24 October 2014

Roger Brown Study Collection

In truth, I'd never heard of the Roger Brown Study Collection until I started the museum studies program. I'd walked by the nondescript building before, even stopping to pose outside of it this summer not knowing that an eclectic collection of art, tchotchkes, and familial memorabilia were hidden within the brick structure.

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Oh you know, just hanging out next to a secret museum
Having visited the museum on Tuesday, my mind keeps wandering back to the collection as well as the intention of the space itself. Roger Brown collected and displayed objects, ones that carried an aura that surpassed the convention of the hierarchical nature of the art world. Handmade Girl Scout projects are displayed on an equal plane next to Ray Yoshida, Richard Hull, and family keepsakes. Lumpy ceramic pots by sculptural novices are given the same spotlight as handcrafted Alabama baskets and a large collection of arts & crafts architectural models of churches.

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Erasing the hierarchy of the art museum, the aura of the objects carry the weight of importance.
Like any museum, there were rules. Don't sit on the furniture and don't touch the objects. But if you wanted to take a peek inside of his medicine cabinet or a closer look at his genealogy case, just ask a glove-wearing museum worker and they'd be happy to open things up for you. Walk out to the garage, and take a seat in his Mustang, they don't mind. Because the house museum is still a home. It breathes and creaks as any other home does, despite that fact that it's not inhabited in the typical way a house is lived in.

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Nothing is off limits. And for good reason! Notice the little illustration on the second shelf next to the magnifying glass?
While it might strike a museumgoer as being a bit odd, this different approach to museum practice is at the core of Roger Brown's intention for the space. Inspired by the Artist's Museum he'd seen on a road trip in South Dakota in 1972, Brown wanted to create a space for his collection  grounding the Chicago Artist's Museum in his home and studio at 1926 N. Halsted. He curated the space creating unexpected dialogues between objects. Moments in his home/museum are evocative of the work he created, prone to whimsy, color, pattern, and a mish mosh of inspiration.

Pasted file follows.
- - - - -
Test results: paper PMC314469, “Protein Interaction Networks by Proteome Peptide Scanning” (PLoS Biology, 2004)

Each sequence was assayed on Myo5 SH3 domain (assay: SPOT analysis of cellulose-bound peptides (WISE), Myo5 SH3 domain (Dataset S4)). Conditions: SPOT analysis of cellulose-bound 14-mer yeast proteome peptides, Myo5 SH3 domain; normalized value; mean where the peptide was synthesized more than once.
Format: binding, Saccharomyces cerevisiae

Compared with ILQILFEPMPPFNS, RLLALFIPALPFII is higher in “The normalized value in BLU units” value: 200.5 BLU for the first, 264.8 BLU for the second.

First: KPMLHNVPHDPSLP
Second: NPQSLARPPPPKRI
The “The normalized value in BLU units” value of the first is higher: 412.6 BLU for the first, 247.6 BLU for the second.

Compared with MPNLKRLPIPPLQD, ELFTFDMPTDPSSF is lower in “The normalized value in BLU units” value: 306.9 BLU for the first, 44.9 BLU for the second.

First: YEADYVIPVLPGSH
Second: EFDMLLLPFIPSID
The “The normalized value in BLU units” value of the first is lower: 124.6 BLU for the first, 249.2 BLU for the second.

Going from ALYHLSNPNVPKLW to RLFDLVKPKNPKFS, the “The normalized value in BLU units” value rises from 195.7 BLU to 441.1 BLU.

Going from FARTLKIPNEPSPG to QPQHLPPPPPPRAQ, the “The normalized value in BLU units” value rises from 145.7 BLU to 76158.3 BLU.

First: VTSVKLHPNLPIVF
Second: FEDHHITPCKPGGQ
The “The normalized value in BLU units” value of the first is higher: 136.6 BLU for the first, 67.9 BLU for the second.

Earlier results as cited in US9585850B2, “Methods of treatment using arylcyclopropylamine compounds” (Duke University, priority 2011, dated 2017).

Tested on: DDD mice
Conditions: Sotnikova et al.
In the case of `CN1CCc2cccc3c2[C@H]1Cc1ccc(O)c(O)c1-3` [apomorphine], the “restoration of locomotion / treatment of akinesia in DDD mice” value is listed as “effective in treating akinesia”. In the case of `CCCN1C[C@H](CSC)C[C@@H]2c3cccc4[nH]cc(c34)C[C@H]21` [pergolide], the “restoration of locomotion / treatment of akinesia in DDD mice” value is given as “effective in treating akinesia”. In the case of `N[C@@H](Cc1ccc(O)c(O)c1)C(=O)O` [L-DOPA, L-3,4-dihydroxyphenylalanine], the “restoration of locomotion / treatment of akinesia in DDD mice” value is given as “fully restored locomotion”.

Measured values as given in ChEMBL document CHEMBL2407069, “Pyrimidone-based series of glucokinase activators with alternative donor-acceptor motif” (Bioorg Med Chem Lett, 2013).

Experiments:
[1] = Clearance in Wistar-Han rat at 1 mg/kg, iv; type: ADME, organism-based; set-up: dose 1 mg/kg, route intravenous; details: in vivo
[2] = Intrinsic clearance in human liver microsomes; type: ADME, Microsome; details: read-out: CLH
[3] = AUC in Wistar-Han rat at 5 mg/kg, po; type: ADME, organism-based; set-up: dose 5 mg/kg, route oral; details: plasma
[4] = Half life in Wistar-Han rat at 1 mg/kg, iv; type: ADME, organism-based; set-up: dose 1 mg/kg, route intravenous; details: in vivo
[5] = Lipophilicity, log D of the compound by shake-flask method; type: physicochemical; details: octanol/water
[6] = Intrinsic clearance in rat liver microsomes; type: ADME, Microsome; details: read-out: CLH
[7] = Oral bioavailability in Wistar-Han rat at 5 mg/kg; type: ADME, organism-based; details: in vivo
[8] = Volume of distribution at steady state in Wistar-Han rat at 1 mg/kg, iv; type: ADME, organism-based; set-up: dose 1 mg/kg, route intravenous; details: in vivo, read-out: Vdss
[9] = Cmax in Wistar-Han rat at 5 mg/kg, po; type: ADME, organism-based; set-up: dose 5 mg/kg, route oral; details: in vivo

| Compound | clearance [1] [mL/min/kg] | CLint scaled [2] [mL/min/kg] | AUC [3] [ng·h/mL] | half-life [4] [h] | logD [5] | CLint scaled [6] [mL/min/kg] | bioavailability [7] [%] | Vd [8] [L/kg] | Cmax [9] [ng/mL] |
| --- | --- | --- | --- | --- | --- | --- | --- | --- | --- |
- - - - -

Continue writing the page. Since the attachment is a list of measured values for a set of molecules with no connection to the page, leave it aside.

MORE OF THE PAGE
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In addition to the Roger Brown Study Collection being the site of an eclectic gatherings of objects, it's also a space for artistic practice and educational inquiry. Having donated the home to the School of the Art Institute in the late 1990's, the school has utilized the space in a variety of ways. Staging performance art inspired by the home, doing architectural historic preservation on various aspects of the building's structure, and recontextualizing pieces of the collection into meaningful ongoing exhibition practices are just a fraction of the ways the space continues to inspire engaging work across media and explorative practices.

Though Roger Brown passed away in 1997, his artful spirit and prolific mind continue to live on, through the life brought into the house on visits and in the artistic practices he continues to inspire and engage.

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1 comment :

  1. This looks like such a cool place, please take me there when I come to chicago!

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